Traveller’s tale: Top Things to Do in Yala National Park, Sri Lanka
Yala National Park in southern Sri Lanka offers extraordinary wildlife viewing opportunities, including the highest density of leopards anywhere in the world. Guest contributor Marianne Diaz spent a morning in the company of the locals.
The silence of the humid pre-dawn air is broken by the frantic whispers of our tour guides.
I’m sitting in the back of a safari jeep, in a line of many, waiting for the opening of Yala National Park — one of Sri Lanka’s most popular natural attractions. One of the guides translates the muffled exchange for us. They’re talking tactics to ensure they get us as close as possible to the shy Panthera pardus kotiya — Sri Lanka’s native leopard.
Yala sits on the south-eastern Sri Lankan coast, about 243 kilometres from the nation’s capital Colombo. The 130,000-hectare region was designated a national park in 1938 and is home to around two hundred bird species and 44 different mammals, including a significant number of the protected leopards. I have everything crossed that we’ll see one today.
The gates open at 6am and we’re off. We pass water buffalo wading in the marshes, elephants wandering through the scrub, and a herd of deer grazing by the roadside. Other than your typical Australian zoo, this is as close to wild animals as I’ve ever been. The anxiety of not knowing what we might encounter next, how big it might be, or how close it might get, is heightened by the drive in an open-sided jeep!
Booking your visit to Yala National Park with a reputable tour company is the best and safest way to go. We’re travelling with Isle of Smiles, which employs a tracker on a bike to radio back to our convoy with details of animal sightings.
Our driver gets a call and suddenly picks up speed. We reach the tracker and spot a leopard in a tree devouring a recent kill! Our guides warn us to be quiet. No one says a word. The only sound is the click of camera shutters. Finally we move on, and I wonder how we’re going to top that experience.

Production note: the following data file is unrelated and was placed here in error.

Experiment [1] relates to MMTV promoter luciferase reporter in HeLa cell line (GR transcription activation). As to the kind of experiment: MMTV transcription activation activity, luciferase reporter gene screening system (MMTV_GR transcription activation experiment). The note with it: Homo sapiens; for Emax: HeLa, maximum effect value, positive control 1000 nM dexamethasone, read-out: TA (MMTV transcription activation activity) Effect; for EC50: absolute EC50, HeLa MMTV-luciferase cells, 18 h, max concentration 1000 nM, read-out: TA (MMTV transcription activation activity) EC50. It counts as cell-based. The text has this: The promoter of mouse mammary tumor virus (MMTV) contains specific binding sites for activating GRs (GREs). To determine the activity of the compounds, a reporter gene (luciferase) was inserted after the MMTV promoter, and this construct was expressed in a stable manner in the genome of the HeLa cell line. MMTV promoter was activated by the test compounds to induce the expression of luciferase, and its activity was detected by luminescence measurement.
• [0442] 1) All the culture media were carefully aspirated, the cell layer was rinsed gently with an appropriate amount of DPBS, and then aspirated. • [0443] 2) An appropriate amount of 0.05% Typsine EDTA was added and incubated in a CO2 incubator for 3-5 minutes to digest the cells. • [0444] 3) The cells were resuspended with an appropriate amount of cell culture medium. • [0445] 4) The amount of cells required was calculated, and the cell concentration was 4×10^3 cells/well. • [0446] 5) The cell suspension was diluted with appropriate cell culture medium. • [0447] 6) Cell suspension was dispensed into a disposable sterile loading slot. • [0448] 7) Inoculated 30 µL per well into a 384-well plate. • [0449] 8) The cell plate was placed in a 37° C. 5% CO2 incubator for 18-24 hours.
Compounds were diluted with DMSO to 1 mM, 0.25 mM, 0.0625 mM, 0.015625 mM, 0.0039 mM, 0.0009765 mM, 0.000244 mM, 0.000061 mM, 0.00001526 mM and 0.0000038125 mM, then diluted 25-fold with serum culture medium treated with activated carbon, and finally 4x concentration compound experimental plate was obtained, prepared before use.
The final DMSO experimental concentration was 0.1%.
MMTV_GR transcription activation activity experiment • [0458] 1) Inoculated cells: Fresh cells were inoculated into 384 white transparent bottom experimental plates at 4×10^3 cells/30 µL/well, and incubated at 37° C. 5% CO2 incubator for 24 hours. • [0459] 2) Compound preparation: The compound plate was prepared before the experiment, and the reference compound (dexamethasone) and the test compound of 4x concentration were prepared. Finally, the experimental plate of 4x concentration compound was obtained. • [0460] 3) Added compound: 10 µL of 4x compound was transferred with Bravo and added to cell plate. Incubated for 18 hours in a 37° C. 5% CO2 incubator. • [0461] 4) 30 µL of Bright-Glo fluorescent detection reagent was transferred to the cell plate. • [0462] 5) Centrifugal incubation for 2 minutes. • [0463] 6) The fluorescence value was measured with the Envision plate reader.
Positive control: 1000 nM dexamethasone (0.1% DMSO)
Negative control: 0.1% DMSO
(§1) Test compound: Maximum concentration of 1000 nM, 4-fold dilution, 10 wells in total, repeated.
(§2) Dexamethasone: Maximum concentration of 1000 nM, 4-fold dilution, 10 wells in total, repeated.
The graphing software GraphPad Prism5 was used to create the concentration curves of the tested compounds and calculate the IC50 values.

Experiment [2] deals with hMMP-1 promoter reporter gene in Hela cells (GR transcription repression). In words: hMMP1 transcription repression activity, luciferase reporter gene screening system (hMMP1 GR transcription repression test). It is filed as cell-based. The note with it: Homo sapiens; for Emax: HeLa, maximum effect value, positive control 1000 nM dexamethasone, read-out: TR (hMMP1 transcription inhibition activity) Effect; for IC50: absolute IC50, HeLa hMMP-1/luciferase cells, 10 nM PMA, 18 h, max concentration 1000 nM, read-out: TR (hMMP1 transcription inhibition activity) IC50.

A short while later our driver comes to a sudden stop behind a line of jeeps. We’re not sure why, until we hear lumbering steps. An elephant has decided to share the road and is walking alongside the procession of vehicles.
All the excitement — not to mention the early start — soon sees us longing for lunch, and a Sri Lankan feast is served at Patanangala Beach. There’s a memorial nearby commemorating 250 people who lost their lives in the 2004 Boxing Day tsunami. One of our guides shares the story of a tracker who saw animals in Yala moving to higher ground that day. By gathering his family together and following the animals’ lead, everyone was saved.
The rest of the safari sees us come close to monkeys, sloth bears, elk, prancing peacocks, and even the odd crocodile (not too close). Although I’m a little more comfortable with the proximity of the animals by the end of the day, I’m glad to return to the safety of our hotel.
If you’re the adventurous type, there are bungalows inside Yala National Park where you can spend the night. Sleeping in the wilderness means you can be out exploring the park before it officially opens in the morning.
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Do you have any tips for top things to do in Yala National Park? We would love to hear from you. Please leave a comment below.
Additional images: Bigstock/Photodune
About the writer
Marianne Diaz is a research scientist by day and a freelance travel writer by night! She has travelled to Sri Lanka to explore her children’s part-heritage, and enjoyed research trips to Japan, and Bloomington, Chicago and Boston in the USA. Marianne’s main travel goal is to get to the Italian Aeolian Islands to check out the other half of her children’s background. She also loves exploring history-laden Australian country towns.